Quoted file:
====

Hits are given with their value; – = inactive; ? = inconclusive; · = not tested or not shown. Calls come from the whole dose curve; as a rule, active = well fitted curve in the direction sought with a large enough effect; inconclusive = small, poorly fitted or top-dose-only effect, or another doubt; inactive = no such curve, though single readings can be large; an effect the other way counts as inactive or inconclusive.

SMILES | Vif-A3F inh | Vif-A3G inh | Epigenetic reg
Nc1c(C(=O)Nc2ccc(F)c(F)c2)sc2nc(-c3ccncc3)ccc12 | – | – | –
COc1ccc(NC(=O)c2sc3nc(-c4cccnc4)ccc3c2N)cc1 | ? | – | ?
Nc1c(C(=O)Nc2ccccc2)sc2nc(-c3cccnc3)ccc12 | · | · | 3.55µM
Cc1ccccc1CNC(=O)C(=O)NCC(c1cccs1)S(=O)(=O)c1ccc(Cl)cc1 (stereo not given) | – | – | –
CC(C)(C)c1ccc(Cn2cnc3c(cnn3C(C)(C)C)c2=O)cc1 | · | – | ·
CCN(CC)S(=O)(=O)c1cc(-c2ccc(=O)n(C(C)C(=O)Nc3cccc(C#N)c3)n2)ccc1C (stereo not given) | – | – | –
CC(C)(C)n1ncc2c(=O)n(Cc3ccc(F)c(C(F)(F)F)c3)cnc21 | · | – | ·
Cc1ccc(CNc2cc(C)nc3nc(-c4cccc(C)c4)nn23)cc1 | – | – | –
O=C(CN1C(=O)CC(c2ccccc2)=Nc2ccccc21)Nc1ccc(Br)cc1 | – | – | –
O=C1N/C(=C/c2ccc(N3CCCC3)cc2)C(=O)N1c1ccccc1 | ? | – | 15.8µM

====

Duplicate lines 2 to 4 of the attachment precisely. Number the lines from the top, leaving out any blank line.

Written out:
SMILES | Vif-A3F inh | Vif-A3G inh | Epigenetic reg
Nc1c(C(=O)Nc2ccc(F)c(F)c2)sc2nc(-c3ccncc3)ccc12 | – | – | –
COc1ccc(NC(=O)c2sc3nc(-c4cccnc4)ccc3c2N)cc1 | ? | – | ?